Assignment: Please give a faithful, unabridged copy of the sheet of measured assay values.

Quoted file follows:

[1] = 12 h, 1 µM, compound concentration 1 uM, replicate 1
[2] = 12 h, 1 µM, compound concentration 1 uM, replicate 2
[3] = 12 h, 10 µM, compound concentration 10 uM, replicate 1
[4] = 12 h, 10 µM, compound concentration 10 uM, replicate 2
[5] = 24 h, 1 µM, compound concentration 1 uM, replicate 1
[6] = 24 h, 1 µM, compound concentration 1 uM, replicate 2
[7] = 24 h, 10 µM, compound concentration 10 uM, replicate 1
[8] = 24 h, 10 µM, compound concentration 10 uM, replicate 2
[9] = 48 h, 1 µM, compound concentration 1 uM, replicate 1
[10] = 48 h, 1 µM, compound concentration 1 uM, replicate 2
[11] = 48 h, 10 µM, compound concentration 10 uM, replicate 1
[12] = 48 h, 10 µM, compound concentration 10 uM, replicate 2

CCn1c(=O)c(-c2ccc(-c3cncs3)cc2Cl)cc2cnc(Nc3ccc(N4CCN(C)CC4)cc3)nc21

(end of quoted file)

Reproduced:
[1] = 12 h, 1 µM, compound concentration 1 uM, replicate 1
[2] = 12 h, 1 µM, compound concentration 1 uM, replicate 2
[3] = 12 h, 10 µM, compound concentration 10 uM, replicate 1
[4] = 12 h, 10 µM, compound concentration 10 uM, replicate 2
[5] = 24 h, 1 µM, compound concentration 1 uM, replicate 1
[6] = 24 h, 1 µM, compound concentration 1 uM, replicate 2
[7] = 24 h, 10 µM, compound concentration 10 uM, replicate 1
[8] = 24 h, 10 µM, compound concentration 10 uM, replicate 2
[9] = 48 h, 1 µM, compound concentration 1 uM, replicate 1
[10] = 48 h, 1 µM, compound concentration 1 uM, replicate 2
[11] = 48 h, 10 µM, compound concentration 10 uM, replicate 1
[12] = 48 h, 10 µM, compound concentration 10 uM, replicate 2

CCn1c(=O)c(-c2ccc(-c3cncs3)cc2Cl)cc2cnc(Nc3ccc(N4CCN(C)CC4)cc3)nc21